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Photo: Saul Loeb/AFP/Getty Images

The DNC walked back an assertion that it had detected a "sophisticated" hacking attempt early Thursday, announcing instead that it was simply a subcontractor's unauthorized security test.

Why it matters: While this is a slight black eye for the DNC, who look a little foolish for riling up the press over what turned out to be an internal matter, it's a massive victory for Lookout, the third-party security firm that caught the "attempt" with its unique approach to discovering phishing sites.

What actually happened:

  • The DNC uses the contractor NGP VAN to manage its digital voter operations — specifically, a product known as VoteBuilder.
  • Lookout discovered what appeared to be a newly-registered phishing site meant to look like the NGP VAN site and alerted several stakeholders.
  • After an FBI investigation, it turned out that, according to the DNC's chief security officer Bob Lord, a third party "not authorized by the DNC or its vendors" set up the site to test Democrats' resiliency to phishing attacks.
  • Michael Kan, a reporter for PCMag, determined that the unauthorized third party was the Michigan Democratic Party — technically a separate entity from the national group.
  • It's not uncommon for organizations to try to phish their own members as both an educational experience and security audit.

The tech behind the hullabaloo:

  • "Most people in security want to know why a mobile security company discovered the phishing site," Aaron Cockerill, chief strategy officer at Lookout, told Axios. "There are dedicated products to protect organizations from phishing. Lookout is not one of them."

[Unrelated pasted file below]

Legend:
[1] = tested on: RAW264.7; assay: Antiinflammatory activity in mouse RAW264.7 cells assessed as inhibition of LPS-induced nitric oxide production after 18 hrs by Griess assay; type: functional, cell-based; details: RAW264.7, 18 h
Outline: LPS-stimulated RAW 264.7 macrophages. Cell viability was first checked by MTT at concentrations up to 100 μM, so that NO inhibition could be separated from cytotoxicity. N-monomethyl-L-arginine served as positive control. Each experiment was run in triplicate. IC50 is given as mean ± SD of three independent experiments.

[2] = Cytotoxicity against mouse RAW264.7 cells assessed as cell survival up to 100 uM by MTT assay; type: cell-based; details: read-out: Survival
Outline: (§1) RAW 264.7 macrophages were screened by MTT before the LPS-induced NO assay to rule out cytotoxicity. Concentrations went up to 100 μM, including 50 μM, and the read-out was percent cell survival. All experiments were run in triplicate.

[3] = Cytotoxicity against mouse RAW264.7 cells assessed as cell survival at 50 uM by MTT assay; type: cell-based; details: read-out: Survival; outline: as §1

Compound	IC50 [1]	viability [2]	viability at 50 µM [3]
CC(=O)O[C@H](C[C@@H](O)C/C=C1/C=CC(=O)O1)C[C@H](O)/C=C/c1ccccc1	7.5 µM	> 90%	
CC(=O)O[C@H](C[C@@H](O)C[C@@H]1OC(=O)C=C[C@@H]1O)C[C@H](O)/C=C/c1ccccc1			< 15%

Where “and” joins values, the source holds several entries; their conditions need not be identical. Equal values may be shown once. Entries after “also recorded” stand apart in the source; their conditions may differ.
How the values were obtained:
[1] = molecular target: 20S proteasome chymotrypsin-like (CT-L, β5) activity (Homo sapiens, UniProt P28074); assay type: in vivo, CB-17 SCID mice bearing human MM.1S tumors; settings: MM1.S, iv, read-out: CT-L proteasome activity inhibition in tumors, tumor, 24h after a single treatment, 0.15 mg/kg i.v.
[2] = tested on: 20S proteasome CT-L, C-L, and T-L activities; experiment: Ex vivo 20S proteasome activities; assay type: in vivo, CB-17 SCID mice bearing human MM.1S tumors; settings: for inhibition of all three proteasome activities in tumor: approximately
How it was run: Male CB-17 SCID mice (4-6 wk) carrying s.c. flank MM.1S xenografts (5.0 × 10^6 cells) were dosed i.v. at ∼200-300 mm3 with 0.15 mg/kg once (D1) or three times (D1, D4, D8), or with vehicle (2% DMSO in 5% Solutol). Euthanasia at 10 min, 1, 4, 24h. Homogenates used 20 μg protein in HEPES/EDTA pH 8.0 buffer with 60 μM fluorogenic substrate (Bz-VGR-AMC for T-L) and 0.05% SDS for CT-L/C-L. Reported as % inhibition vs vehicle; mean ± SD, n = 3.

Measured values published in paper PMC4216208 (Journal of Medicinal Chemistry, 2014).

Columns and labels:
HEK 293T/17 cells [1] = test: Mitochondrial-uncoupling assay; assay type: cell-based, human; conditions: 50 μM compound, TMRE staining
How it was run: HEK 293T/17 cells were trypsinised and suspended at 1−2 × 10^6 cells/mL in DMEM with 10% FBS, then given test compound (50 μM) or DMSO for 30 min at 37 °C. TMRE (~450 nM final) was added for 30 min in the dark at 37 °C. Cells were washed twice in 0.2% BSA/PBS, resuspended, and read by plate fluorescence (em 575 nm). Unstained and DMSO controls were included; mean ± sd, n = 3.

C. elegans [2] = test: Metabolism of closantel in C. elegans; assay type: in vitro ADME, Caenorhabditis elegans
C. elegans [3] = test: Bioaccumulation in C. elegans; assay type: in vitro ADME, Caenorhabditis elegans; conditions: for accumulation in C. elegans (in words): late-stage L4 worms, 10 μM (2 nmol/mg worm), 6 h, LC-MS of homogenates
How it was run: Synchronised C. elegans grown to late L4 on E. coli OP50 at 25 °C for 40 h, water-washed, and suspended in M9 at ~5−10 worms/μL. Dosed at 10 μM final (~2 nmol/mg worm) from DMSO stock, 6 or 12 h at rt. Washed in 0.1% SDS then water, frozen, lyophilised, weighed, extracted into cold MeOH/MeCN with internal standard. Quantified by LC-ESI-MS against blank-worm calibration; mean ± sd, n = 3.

• Cockerill said Lookout, which protects mobile phones, got into the phishing protection buisness because phishing remains a key mobile threat. Lookout caught the site where others didn't because it uses a different apparatus than other phishing protection services.
  • Most products run checks on a site after links are sent to clients. "We call that the 'sacrificial lamb approach,'" said Cockerill. "The links won't be detected as phishing sites until someone first sees them, which may be too late for that person."
  • Lookout, on the other hand, uses AI to detect if any newly-registered sites are phishing sites. In the NGP VAN case, Cockerill said, it identified the site half an hour after it launched.

Go deeper: Inside the Democratic war against hacks.

Get more stories like this by signing up for our cybersecurity newsletter, Codebook. 

Go deeper

41 mins ago - Health

U.S. tops 88,000 COVID-19 cases, setting new single-day record

Expand chart
Data: COVID Tracking Project; Chart: Axios Visuals

The United States reported 88,452 new coronavirus cases on Thursday, setting a single-day record, according to data from the COVID Tracking Project.

The big picture: The country confirmed 1,049 additional deaths due to the virus, and there are over 46,000 people currently being hospitalized, suggesting the U.S. is experiencing a third wave heading into the winter months.

Updated 2 hours ago - Politics & Policy

Coronavirus dashboard

Illustration: Sarah Grillo/Axios

  1. Health: Large coronavirus outbreaks leading to high death rates — Coronavirus cases are at an all-time high ahead of Election Day.
  2. Politics: Top HHS spokesperson pitched coronavirus ad campaign as "helping the president" — Space Force's No. 2 general tests positive for coronavirus.
  3. World: Taiwan reaches a record 200 days with no local coronavirus cases.
  4. Sports: MLB to investigate Dodgers player who joined celebration after positive COVID test.
  5. 🎧Podcast: The vaccine race turns toward nationalism.

The norms around science and politics are cracking

Illustration: Aïda Amer/Axios

Crafting successful public health measures depends on the ability of top scientists to gather data and report their findings unrestricted to policymakers.

State of play: But concern has spiked among health experts and physicians over what they see as an assault on key science protections, particularly during a raging pandemic. And a move last week by President Trump, via an executive order, is triggering even more worries.